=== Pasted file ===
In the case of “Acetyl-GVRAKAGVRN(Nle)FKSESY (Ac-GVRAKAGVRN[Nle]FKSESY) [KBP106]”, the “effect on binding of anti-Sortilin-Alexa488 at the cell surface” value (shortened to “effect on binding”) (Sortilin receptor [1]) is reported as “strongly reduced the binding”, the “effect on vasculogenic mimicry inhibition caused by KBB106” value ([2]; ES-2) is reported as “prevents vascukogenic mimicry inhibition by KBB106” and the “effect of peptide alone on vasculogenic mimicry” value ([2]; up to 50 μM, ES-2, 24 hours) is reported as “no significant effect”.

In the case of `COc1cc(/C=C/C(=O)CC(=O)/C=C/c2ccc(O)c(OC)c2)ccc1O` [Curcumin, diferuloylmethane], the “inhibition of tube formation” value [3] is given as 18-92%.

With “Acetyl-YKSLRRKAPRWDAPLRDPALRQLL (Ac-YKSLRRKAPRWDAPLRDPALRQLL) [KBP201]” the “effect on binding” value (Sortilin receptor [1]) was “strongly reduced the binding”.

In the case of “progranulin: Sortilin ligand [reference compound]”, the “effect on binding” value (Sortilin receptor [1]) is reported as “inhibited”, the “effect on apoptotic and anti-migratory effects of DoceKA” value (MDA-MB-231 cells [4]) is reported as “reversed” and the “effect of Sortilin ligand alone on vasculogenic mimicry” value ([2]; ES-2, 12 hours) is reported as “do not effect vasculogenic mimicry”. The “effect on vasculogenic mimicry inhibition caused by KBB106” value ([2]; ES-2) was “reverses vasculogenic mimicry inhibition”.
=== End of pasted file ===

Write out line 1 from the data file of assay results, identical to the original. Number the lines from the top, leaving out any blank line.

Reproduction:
In the case of “Acetyl-GVRAKAGVRN(Nle)FKSESY (Ac-GVRAKAGVRN[Nle]FKSESY) [KBP106]”, the “effect on binding of anti-Sortilin-Alexa488 at the cell surface” value (shortened to “effect on binding”) (Sortilin receptor [1]) is reported as “strongly reduced the binding”, the “effect on vasculogenic mimicry inhibition caused by KBB106” value ([2]; ES-2) is reported as “prevents vascukogenic mimicry inhibition by KBB106” and the “effect of peptide alone on vasculogenic mimicry” value ([2]; up to 50 μM, ES-2, 24 hours) is reported as “no significant effect”.